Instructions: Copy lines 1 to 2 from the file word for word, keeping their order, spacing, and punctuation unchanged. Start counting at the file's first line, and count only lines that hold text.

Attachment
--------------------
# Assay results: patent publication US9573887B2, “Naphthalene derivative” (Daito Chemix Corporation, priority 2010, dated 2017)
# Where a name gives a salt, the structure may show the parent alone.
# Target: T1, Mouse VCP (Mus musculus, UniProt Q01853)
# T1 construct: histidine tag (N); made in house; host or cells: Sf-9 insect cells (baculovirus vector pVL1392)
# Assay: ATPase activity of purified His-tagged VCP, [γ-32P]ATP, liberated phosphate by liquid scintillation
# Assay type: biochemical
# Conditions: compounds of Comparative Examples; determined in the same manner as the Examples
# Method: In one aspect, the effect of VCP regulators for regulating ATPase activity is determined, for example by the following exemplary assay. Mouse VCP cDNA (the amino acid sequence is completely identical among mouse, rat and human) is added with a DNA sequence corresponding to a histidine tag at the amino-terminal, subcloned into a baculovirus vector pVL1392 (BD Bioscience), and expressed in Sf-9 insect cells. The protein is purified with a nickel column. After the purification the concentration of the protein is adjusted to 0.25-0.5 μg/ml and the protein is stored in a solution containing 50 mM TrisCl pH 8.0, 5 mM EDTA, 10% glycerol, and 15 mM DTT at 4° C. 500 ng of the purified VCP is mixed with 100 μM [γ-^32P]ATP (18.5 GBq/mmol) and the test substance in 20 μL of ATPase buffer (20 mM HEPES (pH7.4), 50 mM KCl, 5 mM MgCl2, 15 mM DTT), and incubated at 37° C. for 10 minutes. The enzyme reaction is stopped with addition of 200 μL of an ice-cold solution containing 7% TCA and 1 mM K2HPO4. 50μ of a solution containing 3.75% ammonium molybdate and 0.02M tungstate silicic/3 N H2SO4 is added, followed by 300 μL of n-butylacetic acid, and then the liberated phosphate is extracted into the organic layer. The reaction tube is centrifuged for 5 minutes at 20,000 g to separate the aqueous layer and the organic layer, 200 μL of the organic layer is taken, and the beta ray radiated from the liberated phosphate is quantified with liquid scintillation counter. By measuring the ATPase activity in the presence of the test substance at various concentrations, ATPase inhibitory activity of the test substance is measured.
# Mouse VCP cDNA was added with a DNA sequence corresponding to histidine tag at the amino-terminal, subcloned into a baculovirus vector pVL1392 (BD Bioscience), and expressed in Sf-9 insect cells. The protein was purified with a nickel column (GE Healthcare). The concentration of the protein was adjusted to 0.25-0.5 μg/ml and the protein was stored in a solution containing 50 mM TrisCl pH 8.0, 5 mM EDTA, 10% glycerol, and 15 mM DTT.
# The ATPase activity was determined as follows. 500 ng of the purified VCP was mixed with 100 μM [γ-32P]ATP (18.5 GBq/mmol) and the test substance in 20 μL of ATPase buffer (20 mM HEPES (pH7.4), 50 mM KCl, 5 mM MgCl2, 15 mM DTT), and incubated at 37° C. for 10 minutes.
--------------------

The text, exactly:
# Assay results: patent publication US9573887B2, “Naphthalene derivative” (Daito Chemix Corporation, priority 2010, dated 2017)
# Where a name gives a salt, the structure may show the parent alone.